“So you can't mandate and you can't provide, and so we would urge employers there is no need at this time to be coercing your employees. It would be best to encourage and support and educate and enforce rather than seeking to apply a mandate when you have no control over provision,” he pointed out.
Gayle noted further that the consequences of such mandates would have the effect of causing numerous disputes, clogging up the Ministry of Labour and the Industrial Disputes Tribunal “which is already overburdened”.
At the same time, St Patrice Ennis, vice-president of the JCTU and general secretary of the Union of Technical, Administrative and Supervisory Personnel (UTASP) said any such mandates and dismissals would not stand up to scrutiny before the island's courts.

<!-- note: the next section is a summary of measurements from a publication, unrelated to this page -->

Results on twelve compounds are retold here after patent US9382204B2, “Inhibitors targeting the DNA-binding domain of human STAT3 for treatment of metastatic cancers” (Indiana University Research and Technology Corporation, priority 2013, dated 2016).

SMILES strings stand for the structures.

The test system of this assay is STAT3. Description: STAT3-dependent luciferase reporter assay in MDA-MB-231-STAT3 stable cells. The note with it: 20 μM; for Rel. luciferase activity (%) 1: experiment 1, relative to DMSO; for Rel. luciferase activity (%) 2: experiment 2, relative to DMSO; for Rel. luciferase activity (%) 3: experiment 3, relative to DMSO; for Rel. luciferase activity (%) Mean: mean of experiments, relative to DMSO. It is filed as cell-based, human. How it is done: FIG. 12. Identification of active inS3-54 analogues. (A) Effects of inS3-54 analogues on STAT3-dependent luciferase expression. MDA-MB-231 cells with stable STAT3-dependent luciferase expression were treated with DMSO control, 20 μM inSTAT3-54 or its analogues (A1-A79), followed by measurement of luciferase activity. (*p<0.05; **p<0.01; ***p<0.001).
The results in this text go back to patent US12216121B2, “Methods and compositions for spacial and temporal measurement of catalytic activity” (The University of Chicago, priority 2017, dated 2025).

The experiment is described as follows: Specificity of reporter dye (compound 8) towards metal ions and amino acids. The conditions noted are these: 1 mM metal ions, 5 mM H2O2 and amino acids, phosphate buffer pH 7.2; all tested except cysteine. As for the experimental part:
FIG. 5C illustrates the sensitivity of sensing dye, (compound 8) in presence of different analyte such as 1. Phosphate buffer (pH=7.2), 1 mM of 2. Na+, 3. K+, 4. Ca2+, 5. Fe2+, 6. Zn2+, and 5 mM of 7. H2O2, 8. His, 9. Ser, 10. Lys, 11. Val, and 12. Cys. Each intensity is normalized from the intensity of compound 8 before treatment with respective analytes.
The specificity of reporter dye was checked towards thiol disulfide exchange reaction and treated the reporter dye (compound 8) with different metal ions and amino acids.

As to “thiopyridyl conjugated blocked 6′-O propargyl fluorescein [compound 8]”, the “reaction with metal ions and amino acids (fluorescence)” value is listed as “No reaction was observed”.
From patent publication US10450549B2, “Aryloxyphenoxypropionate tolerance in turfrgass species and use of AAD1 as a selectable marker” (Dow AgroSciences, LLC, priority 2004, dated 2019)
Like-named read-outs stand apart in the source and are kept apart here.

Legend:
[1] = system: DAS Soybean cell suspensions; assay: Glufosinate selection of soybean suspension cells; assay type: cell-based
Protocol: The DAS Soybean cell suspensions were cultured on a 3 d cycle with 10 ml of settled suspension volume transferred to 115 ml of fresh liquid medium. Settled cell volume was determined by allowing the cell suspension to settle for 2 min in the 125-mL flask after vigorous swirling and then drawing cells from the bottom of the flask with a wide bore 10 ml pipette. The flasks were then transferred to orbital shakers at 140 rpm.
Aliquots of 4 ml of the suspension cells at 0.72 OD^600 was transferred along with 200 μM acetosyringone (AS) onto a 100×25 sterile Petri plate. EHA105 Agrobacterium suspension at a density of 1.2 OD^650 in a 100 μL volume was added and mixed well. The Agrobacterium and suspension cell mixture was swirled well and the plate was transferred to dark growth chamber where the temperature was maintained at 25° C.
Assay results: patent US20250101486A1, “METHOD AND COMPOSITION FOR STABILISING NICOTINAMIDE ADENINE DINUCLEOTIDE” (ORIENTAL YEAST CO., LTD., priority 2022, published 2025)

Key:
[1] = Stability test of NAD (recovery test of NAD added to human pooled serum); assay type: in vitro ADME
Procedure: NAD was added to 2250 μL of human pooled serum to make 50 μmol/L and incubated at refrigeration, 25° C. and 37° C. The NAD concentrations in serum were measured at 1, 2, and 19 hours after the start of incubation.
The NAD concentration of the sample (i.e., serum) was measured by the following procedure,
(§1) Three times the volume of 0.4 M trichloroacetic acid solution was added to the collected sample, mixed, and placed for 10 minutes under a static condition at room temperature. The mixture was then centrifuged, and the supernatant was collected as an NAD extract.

“The truth is that there is a process for dismissing a worker and that process is laid out in our labour relations code and nothing has changed where those are concerned. Moreover, the efforts now to dismiss a worker because of not taking a vaccine invites questions about constitutionality, human rights, and about our labour laws,” he argued.
“We would agree that these areas have not been tested in our court system, but we believe we stand on good grounds [as dismissing] a worker at this time [for not taking a vaccine] would not be in concert with our labor practices and laws,” he added.
And Clifton Grant, assistant general secretary of the JCTU and vice-president of the University and Allied Workers Union (UAWU), wading in on the discussion, said, “We are living in a society of law and order, workers also have rights, and no one should create a situation where you are forcing somebody to put something in their body. When we have a crisis like this…you can't do things to create another dispute and tension.”
“We have to take time out and be patient and educate the workers. Mandating and declaring and forcing workers to take the vaccine is not the way we should operate in a situation where we have a national crisis,” said Grant.